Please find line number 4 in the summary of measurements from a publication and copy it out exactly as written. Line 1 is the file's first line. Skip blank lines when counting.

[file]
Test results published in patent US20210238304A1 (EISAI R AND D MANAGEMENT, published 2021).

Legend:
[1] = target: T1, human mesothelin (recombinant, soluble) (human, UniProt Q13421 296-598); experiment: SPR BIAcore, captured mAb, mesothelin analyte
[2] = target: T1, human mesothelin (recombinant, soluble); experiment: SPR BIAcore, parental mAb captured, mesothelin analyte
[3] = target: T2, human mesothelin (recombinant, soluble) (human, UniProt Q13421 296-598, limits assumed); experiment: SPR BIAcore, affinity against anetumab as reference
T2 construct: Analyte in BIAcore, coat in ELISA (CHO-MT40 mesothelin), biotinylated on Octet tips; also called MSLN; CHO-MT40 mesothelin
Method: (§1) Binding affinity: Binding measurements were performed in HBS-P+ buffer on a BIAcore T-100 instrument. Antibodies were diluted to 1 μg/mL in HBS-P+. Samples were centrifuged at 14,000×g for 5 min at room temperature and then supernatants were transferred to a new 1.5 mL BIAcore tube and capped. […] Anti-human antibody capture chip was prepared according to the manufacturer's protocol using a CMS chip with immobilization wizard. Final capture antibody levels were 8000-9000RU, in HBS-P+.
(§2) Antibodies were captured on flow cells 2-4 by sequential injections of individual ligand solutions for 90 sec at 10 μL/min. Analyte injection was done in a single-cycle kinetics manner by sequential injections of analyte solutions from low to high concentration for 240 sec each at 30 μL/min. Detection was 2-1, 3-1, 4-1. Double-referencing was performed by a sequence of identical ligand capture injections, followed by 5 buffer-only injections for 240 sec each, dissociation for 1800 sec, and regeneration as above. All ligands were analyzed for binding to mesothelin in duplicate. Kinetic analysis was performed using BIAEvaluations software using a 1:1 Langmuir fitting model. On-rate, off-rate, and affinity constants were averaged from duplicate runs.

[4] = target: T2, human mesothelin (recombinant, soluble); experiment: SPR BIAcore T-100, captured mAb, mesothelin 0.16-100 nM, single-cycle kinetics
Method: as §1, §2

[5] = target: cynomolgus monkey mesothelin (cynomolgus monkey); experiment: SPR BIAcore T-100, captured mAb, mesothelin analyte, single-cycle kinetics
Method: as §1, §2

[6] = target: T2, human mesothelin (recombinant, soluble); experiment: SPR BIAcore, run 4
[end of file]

[2] = target: T1, human mesothelin (recombinant, soluble); experiment: SPR BIAcore, parental mAb captured, mesothelin analyte